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Hospice and Palliative Care: What's the Difference?
By Christina Lonigro

Many times with decline in health or a terminal diagnosis we hear words such as Palliative care or Hospice. Both seem to carry a negative connotation within the public eye and sometimes the words are even used interchangeably. It is, however, unfortunate that many people do not take the opportunity to utilize services that are not intended to enhance or postpone death but are utilized to enhance the quality of life and the wishes of the patient.

Hospice care is the comfort care and support that the patient and family receive during the last 6 months of life. Symptoms are managed so that the patient may remain safe and comfortable at home (wherever that may be).

So what is Palliative care? A simple definition of Palliative care is that it is an area of healthcare that focuses on relieving and preventing the pain and suffering of patients. Unlike hospice care, palliative care can be at any age or at any stage of an illness. Palliative care may service the patients who continue to undergo treatments to prolong life such as chemotherapy and dialysis but it may also include those patients who nearing the end of life.

Palliative care is a support system that utilizes a team approach to care for the patients and their families who are dealing with chronic, life limiting and/or life threatening illnesses. The team members may include a Palliative care physician, nurse, chaplain, social worker and/or pharmacist. The goal of the palliative care team is to work with the patients and families to understand their own needs and wishes. By understanding the needs and wishes of the patient, the palliative care team can help to develop a plan of care and to communicate that plan in guiding the health care team. This advanced care planning can help alleviate stress and can also help avoid unwanted treatment and/or crisis management. The palliative care team does not replace the patient's medical physician but is an extra support to help manage pain and other symptom that affect the patient's quality of life. Along with this symptom management, the team helps the patient and family to navigate the health care system, investigates appropriate community resources, and provides spiritual and emotional counseling and support.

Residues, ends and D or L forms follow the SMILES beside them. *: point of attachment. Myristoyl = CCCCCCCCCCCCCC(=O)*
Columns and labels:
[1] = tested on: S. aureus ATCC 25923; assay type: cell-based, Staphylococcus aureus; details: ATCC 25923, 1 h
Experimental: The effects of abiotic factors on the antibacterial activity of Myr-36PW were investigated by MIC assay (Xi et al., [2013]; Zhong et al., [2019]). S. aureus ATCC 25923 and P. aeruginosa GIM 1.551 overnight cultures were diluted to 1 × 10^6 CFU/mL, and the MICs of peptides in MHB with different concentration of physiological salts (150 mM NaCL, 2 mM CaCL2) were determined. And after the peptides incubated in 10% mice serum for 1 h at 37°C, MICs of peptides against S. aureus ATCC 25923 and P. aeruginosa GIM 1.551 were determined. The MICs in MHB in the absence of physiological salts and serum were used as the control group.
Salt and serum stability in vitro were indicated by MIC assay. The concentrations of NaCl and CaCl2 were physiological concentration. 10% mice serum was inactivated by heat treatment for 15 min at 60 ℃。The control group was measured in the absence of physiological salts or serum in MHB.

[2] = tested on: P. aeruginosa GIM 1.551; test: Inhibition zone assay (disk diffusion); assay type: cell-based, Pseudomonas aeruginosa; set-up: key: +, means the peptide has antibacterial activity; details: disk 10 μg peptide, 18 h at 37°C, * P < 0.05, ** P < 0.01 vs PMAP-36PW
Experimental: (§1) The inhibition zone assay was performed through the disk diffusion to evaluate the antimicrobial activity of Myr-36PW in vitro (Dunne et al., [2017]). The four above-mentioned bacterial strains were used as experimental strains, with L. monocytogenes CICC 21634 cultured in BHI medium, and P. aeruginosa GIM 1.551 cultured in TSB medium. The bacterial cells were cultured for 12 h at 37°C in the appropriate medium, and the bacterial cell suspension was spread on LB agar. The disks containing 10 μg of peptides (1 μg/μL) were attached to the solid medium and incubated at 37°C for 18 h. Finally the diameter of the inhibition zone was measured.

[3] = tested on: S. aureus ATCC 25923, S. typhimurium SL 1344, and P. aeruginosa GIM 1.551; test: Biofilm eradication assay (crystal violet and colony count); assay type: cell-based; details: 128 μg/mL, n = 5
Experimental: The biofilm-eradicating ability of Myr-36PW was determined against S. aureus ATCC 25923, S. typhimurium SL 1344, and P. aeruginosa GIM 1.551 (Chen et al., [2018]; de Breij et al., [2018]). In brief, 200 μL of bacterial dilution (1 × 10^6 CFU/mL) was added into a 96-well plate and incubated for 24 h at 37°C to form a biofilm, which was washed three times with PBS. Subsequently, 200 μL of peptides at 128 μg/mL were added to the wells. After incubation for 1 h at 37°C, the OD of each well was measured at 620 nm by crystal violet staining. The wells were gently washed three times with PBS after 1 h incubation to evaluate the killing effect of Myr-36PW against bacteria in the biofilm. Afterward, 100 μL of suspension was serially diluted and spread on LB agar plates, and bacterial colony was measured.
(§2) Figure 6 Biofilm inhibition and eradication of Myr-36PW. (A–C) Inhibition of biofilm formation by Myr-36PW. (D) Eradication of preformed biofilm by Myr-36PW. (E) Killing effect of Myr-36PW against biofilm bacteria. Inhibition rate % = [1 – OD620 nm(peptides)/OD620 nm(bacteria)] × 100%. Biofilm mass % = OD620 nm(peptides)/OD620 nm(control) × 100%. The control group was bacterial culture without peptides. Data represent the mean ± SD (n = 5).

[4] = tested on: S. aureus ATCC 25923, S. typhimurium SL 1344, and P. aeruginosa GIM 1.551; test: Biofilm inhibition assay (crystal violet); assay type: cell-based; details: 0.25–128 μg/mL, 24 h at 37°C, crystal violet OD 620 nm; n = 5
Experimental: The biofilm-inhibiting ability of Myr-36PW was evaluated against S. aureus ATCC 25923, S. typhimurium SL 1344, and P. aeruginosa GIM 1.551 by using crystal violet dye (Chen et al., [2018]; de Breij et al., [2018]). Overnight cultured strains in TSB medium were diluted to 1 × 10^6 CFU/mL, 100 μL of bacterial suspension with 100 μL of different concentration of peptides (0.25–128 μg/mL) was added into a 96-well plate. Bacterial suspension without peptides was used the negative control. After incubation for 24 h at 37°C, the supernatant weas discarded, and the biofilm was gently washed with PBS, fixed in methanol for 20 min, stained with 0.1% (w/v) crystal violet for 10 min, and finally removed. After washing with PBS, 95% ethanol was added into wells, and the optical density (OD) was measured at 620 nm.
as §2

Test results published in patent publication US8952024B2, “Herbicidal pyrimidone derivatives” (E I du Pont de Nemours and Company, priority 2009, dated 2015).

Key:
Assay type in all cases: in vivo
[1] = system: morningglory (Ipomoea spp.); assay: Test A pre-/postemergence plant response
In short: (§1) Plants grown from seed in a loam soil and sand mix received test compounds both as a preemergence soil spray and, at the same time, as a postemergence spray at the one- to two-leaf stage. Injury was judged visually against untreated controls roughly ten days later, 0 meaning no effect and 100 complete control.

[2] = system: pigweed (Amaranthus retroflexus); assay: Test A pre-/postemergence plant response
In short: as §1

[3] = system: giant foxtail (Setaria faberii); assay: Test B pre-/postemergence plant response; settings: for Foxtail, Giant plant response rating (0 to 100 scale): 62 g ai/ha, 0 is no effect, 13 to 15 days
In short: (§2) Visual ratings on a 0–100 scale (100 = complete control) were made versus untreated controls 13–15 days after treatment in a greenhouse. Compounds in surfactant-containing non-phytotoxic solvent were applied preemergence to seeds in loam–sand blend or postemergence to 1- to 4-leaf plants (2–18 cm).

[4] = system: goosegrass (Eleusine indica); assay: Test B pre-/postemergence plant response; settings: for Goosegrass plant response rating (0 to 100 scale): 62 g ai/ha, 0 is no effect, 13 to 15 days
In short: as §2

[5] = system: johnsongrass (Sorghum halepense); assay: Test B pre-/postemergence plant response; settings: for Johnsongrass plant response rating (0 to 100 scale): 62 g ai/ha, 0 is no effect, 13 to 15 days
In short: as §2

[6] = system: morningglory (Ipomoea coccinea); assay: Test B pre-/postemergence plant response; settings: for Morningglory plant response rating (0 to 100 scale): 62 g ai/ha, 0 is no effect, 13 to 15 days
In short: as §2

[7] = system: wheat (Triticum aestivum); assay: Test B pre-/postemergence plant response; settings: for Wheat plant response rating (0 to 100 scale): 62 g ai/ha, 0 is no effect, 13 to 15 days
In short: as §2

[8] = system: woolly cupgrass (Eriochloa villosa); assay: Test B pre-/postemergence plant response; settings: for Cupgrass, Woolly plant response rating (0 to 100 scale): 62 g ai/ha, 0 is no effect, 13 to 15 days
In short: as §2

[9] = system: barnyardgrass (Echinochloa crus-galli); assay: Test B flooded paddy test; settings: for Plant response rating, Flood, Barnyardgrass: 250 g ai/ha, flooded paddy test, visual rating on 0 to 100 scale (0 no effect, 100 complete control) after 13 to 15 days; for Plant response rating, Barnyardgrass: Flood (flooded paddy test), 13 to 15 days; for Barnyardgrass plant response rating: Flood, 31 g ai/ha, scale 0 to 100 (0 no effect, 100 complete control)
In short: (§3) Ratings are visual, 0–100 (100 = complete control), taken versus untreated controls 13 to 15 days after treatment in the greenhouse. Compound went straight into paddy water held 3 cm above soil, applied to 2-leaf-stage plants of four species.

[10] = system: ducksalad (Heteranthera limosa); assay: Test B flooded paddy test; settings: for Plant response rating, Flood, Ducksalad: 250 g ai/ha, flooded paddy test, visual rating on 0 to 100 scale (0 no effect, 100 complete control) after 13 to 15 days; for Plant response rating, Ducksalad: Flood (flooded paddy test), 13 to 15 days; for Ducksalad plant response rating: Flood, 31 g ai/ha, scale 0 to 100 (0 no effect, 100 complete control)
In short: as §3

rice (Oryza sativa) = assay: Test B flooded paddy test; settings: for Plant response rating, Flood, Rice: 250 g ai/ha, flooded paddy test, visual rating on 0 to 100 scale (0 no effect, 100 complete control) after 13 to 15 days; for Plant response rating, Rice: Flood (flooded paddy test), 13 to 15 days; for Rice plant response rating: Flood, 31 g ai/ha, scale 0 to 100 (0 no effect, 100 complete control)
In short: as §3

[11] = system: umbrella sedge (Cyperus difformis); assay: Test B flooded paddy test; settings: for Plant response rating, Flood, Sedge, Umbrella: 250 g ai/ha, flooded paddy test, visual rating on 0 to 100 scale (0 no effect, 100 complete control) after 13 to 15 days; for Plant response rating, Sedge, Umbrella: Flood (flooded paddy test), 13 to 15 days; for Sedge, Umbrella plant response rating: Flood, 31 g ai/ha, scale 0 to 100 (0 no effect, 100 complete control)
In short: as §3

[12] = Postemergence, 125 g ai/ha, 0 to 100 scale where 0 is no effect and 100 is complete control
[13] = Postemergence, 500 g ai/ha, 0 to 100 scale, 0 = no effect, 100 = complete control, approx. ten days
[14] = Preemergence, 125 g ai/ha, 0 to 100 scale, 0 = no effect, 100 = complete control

In conclusion, hospice and palliative care support the patients and families who are facing chronic, life limiting and/or life threatening diagnoses. The goals of the palliative care team are to avoid any unnecessary pain and suffering, by focusing on the quality of life and by supporting the patient and family in a holistic approach to achieve their goals.

For more information, contact Christina Lonigro, Community Liaison, Interim HealthCare, Inc., at (412) 436-2200 or clonigro@interim-health.com.

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